Eastern District Court Judge Henry Hudson issued an order on Tuesday with details enforcing the settlement between the Virginia Employment Commission (VEC) and plaintiffs who sued over delays while processing unemployment claims flagged as potentially ineligible.
Terms of the settlement include a requirement to eliminate the VEC adjudication backlog by Labor Day, accelerate adjudication of cases to 20,000 per week by August 1, immediately process adjudications for applicants covered by Pandemic Unemployment benefits, and place the VEC’s deadlines and performance standards under supervision by the court and plaintiffs. A status report is due in September to determine if the case can be closed.
According to the order, on May 10 the VEC had 92,158 unpaid claims of various types pending adjudication. The order notes that unprecedented demand for unemployment benefits and the sudden implementation of new benefit programs during the pandemic caused the delays. A VEC press release announcing the settlement said the VEC has received 1.6 million claims since March 2020, more than ten times those from the previous year.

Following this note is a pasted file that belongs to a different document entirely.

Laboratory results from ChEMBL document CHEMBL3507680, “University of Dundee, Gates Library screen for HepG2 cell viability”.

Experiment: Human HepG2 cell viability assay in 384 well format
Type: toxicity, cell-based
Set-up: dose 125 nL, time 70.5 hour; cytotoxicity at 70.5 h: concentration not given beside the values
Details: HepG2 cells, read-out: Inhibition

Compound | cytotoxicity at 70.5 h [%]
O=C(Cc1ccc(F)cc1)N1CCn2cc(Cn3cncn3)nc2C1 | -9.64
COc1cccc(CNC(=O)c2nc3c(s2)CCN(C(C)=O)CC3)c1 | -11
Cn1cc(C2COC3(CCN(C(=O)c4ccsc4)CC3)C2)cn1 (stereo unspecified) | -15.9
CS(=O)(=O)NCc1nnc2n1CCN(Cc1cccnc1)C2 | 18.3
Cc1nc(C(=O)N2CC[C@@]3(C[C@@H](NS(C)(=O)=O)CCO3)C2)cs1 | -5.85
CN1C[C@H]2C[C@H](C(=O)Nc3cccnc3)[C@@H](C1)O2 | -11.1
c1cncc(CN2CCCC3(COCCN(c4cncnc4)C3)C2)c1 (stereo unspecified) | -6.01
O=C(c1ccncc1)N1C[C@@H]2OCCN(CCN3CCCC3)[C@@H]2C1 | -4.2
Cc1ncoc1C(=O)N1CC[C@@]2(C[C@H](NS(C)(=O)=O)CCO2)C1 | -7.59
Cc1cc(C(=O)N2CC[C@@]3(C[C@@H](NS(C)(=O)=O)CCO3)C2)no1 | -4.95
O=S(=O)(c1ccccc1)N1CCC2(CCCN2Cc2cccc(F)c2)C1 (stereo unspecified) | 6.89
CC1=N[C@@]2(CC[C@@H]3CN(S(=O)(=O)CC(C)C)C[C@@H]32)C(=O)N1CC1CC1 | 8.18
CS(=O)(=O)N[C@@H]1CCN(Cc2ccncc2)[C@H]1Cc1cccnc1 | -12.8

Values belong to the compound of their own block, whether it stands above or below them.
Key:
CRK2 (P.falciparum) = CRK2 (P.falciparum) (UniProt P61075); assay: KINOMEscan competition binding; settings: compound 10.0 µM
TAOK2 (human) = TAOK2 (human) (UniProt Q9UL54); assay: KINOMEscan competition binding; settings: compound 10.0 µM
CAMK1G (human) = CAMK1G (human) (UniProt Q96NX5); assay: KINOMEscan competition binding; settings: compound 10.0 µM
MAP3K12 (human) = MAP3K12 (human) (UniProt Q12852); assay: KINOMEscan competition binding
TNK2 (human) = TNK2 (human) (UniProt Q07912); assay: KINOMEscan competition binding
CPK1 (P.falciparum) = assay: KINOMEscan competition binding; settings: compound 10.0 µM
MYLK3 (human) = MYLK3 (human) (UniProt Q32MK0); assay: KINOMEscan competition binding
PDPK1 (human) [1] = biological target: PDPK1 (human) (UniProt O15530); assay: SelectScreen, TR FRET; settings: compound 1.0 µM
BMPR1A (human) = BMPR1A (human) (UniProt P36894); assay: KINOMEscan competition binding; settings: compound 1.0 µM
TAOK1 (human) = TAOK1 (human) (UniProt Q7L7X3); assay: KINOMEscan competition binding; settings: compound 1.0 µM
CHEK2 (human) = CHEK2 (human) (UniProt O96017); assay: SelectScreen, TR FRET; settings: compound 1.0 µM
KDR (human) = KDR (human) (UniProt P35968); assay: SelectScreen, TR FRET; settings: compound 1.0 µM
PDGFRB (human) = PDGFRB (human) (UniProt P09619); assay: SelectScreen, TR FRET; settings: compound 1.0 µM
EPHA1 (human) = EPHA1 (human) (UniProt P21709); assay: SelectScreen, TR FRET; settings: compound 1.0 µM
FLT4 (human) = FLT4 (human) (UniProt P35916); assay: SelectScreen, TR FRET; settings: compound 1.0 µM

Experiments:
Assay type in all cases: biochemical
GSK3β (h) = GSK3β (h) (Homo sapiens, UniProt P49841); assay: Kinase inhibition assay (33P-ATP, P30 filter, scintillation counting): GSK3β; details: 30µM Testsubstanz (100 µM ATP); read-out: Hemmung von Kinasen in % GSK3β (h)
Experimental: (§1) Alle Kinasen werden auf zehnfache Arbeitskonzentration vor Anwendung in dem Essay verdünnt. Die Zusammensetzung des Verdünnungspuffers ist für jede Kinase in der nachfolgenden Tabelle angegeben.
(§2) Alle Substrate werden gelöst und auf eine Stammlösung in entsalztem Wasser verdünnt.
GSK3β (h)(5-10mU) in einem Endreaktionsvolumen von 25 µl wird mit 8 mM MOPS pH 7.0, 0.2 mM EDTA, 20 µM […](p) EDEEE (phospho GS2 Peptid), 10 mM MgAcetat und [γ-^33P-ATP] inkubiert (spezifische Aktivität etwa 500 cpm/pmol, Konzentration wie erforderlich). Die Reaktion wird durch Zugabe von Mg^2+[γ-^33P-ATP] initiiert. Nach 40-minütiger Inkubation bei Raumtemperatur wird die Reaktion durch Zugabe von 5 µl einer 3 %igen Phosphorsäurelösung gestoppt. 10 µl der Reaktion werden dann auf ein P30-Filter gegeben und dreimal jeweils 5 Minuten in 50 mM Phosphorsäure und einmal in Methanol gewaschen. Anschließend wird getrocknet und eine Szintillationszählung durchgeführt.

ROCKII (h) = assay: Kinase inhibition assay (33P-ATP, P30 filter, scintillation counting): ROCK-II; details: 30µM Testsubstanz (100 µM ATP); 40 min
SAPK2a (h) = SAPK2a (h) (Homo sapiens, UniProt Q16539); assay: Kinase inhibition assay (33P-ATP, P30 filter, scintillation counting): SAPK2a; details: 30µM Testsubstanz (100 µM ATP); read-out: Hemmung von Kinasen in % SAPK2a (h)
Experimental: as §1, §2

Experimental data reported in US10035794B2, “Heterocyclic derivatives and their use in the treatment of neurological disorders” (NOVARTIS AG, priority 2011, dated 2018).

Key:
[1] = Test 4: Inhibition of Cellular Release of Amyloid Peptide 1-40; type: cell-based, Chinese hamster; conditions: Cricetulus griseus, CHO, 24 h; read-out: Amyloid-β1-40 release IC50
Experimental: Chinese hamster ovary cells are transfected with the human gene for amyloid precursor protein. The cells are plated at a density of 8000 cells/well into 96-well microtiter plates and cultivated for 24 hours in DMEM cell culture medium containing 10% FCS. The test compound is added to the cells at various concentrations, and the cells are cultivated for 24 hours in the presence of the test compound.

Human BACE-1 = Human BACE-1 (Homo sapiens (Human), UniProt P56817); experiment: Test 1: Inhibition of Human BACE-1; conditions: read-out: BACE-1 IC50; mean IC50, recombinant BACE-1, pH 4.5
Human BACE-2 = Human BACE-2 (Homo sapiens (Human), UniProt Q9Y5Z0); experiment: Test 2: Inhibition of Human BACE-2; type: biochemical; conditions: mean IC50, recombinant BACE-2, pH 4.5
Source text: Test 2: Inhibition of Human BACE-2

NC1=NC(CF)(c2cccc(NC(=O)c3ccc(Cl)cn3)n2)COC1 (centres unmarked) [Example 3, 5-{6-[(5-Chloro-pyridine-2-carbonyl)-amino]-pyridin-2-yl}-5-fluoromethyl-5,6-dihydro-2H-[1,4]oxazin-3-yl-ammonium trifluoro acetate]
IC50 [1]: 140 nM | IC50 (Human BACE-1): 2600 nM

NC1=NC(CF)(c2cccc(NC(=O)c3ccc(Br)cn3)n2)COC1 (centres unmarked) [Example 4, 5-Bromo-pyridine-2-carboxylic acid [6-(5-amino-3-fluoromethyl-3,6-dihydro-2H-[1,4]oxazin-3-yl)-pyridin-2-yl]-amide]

“This settlement is a reflection of the agency’s ongoing efforts to speed up the processing of claims in adjudication, which represent just four percent of all claims,” the release states.
The settlement comes after months of concern from Virginia’s politicians on both sides of the aisle.
“For more than a year, we have heard daily from Virginians across the state who needed to get emergency help—often for the first time—and instead got delays,“ Legal Aid Justice Center Attorney Pat Levy-Lavelle said in a press release. “Many Virginians did receive benefits, and we know that people at the VEC have been working hard during the pandemic. Still, this lawsuit has been about getting more help for gaps in the system and the Virginians who desperately need it. The steps ordered today are a hopeful sign that help is on the way.”
According to the order, the VEC has a contract to add 300 adjudication officers, almost four times what the VEC currently has; the staff will be added over the next few months. The VEC is also requesting resources to contract 300 more adjudicators and open a new customer contact center. Last week, the same day as a key meeting in the settlement, Governor Ralph Northam announced an executive directive to the VEC that is similar to the final terms of the settlement.
“We feel it’s a reasonable order,” VEC spokesperson Joyce Fogg told The Virginia Star.
She said, “We’re disappointed that the partners felt like they needed to file the lawsuit, but we’re very happy with Judge Hudson’s order and we’re very anxious to follow the agreement in the order. We’re adding staff constantly, we’re adding contract staff. The Governor’s been supportive in getting us more funding, and we will be weekly reporting to the court on how we are doing with the terms of the settlement.”